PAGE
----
October 13, 2015
An often-used tool in public affairs is a letter to the editor (LTE), and how it is written goes a long way in determining whether it will run.
So what makes a good letter?
- Relevant content. Can you connect your letter to recent coverage in the publication? If so, make sure to mention that your letter is in response to the piece. Be sure to include both the title of the article and the date it ran.
- Another effective way to use the letter to the editor is to thank policymakers for their assistance in moving your initiative forward. It doesn’t matter if the initiative has passed, failed or is still in progress, just make it clear why you are thanking them. For example, you thank an elected official for publicly supporting your issue in the first sentence. Then, you clarify why the issue is important and what needs to be done.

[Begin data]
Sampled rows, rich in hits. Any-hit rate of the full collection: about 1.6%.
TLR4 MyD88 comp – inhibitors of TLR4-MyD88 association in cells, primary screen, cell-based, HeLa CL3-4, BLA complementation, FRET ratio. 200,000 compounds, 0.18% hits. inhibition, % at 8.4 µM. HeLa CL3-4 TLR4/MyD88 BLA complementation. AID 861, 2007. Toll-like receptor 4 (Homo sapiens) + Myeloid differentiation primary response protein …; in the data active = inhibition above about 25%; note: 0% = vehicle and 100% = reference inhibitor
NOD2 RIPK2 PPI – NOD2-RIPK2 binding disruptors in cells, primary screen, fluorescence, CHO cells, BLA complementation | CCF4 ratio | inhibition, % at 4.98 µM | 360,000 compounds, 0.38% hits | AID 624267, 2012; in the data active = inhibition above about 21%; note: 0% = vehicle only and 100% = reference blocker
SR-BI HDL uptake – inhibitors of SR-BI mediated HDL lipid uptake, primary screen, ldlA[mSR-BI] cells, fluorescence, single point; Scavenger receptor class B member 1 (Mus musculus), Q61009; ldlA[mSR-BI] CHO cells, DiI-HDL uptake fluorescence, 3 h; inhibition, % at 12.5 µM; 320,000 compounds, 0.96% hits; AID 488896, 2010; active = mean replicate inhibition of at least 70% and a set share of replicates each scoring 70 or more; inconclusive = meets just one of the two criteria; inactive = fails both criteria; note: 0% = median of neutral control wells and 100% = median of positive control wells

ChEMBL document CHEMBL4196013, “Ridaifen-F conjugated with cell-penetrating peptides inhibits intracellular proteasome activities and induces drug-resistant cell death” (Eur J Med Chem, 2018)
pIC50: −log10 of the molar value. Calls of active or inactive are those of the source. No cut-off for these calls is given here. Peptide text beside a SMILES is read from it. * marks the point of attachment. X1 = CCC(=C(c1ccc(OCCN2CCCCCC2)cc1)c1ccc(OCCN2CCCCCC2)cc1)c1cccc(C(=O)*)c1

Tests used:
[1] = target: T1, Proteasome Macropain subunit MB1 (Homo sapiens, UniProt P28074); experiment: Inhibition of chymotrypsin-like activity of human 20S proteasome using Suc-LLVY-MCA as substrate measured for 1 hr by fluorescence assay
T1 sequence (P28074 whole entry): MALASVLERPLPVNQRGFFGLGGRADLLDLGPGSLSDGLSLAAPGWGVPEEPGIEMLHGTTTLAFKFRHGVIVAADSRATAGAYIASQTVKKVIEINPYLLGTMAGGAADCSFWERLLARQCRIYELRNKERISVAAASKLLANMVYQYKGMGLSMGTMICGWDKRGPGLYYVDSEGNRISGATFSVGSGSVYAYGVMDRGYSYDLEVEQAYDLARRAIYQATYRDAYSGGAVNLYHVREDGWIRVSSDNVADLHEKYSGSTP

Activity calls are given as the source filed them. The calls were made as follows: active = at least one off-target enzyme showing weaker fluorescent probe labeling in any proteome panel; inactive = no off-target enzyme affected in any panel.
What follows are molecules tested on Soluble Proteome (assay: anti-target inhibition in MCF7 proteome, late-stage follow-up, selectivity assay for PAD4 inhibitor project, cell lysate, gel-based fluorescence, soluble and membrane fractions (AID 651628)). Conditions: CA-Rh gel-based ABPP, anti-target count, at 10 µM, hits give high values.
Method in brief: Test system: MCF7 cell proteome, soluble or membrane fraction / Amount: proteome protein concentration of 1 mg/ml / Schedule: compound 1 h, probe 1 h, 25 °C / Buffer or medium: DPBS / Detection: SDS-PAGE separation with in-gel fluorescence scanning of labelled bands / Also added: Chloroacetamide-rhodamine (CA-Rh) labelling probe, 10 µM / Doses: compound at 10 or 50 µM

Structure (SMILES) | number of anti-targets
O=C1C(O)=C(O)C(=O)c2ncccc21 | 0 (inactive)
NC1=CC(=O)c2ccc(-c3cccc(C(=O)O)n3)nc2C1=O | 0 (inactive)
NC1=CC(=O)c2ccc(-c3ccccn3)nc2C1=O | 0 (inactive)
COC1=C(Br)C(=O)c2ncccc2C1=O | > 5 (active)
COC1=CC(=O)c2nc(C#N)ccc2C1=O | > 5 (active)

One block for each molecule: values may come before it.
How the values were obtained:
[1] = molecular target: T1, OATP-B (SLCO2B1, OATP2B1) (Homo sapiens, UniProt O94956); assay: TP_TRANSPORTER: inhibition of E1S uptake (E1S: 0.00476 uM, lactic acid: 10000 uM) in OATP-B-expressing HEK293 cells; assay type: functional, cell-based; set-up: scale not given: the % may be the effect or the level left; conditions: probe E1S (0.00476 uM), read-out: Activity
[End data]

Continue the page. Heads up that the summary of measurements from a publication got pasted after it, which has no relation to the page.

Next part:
- Word count matters. The fewer words the better, but don’t exceed 250-300 words. If you must have more words, then consider lengthening to a guest opinion piece.
- Signature from a local advocate. If your issue is a statewide or a national initiation, finding a local advocate is key. This demonstrates the issue has local roots.
In the end, be sincere and positive and the letter will resonate with many. And, it gives you a vehicle to promote in other ways such as posting to social media, websites or targeted emails to supporters and policymakers.